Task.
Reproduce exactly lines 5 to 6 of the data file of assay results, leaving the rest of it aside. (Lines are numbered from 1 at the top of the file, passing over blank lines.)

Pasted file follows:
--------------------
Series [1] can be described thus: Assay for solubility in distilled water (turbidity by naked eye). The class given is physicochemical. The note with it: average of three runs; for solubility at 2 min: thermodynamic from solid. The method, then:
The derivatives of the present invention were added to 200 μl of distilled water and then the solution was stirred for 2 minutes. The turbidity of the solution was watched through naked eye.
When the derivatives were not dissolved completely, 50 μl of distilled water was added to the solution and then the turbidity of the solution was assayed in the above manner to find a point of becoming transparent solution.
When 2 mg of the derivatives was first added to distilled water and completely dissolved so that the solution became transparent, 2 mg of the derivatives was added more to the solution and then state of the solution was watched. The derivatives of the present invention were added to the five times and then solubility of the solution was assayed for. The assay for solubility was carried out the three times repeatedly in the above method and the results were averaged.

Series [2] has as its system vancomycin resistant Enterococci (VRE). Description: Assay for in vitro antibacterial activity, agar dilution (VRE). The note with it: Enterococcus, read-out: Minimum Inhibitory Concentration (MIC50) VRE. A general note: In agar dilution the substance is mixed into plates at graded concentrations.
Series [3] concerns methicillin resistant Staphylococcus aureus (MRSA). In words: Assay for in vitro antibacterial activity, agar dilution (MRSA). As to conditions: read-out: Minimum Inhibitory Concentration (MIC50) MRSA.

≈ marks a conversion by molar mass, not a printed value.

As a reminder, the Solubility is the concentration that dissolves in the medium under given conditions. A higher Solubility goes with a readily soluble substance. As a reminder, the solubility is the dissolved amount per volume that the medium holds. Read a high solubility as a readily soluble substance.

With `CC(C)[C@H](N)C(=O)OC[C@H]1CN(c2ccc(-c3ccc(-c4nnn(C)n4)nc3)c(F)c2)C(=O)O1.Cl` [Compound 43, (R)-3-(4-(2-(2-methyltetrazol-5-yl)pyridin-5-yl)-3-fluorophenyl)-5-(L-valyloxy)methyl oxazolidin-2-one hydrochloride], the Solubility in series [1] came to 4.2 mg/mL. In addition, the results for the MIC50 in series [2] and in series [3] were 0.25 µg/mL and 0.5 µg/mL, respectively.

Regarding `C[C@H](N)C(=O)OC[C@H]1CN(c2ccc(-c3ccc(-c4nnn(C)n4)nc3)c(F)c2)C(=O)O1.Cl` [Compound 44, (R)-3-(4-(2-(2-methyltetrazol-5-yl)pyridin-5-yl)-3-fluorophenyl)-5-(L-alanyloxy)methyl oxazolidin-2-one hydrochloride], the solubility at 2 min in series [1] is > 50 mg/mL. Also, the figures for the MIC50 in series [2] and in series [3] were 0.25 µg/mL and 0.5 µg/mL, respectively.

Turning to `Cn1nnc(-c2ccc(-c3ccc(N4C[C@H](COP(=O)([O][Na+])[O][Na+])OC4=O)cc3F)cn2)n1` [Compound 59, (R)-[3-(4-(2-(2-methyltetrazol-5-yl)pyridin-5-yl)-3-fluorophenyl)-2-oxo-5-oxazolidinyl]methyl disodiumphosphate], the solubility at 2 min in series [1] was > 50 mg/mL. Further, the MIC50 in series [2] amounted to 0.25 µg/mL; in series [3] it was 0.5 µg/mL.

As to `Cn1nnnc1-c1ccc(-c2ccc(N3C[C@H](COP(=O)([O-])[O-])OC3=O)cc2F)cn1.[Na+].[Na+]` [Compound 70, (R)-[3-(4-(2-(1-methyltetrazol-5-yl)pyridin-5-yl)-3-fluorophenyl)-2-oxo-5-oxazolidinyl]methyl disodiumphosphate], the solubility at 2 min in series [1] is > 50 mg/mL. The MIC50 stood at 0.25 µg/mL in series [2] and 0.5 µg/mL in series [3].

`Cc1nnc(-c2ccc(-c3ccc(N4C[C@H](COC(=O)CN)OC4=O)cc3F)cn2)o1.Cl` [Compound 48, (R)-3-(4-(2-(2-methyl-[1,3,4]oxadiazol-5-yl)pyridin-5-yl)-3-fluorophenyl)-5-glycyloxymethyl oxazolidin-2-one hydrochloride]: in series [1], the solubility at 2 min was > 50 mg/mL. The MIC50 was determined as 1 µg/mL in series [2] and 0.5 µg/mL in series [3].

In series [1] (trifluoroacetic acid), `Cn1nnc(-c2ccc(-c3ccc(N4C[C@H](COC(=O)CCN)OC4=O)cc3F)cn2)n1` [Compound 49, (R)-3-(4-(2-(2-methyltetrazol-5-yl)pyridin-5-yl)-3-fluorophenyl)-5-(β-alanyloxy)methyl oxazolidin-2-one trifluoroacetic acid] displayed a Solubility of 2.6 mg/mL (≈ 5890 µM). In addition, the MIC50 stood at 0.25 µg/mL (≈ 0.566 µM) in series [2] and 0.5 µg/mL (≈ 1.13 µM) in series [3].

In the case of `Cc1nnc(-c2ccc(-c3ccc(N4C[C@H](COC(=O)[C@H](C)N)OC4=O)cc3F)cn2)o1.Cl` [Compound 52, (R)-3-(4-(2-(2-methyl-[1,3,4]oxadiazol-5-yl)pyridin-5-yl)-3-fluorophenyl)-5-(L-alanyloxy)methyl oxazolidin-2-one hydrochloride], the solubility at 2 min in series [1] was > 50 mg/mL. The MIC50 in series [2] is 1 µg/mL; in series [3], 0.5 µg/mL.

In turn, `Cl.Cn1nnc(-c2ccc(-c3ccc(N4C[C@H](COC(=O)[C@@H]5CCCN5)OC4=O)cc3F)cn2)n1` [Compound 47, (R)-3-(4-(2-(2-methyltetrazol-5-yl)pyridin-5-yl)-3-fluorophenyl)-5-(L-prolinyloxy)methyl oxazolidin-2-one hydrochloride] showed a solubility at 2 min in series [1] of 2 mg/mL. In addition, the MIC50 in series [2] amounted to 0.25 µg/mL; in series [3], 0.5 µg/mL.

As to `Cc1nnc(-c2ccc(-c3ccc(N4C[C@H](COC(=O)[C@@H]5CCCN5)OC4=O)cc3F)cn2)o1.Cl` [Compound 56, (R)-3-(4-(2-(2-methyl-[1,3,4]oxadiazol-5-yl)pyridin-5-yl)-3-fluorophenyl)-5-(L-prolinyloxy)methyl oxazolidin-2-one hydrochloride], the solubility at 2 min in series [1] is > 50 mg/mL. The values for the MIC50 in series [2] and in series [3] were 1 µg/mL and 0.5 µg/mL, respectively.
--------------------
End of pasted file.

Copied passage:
Series [2] has as its system vancomycin resistant Enterococci (VRE). Description: Assay for in vitro antibacterial activity, agar dilution (VRE). The note with it: Enterococcus, read-out: Minimum Inhibitory Concentration (MIC50) VRE. A general note: In agar dilution the substance is mixed into plates at graded concentrations.
Series [3] concerns methicillin resistant Staphylococcus aureus (MRSA). In words: Assay for in vitro antibacterial activity, agar dilution (MRSA). As to conditions: read-out: Minimum Inhibitory Concentration (MIC50) MRSA.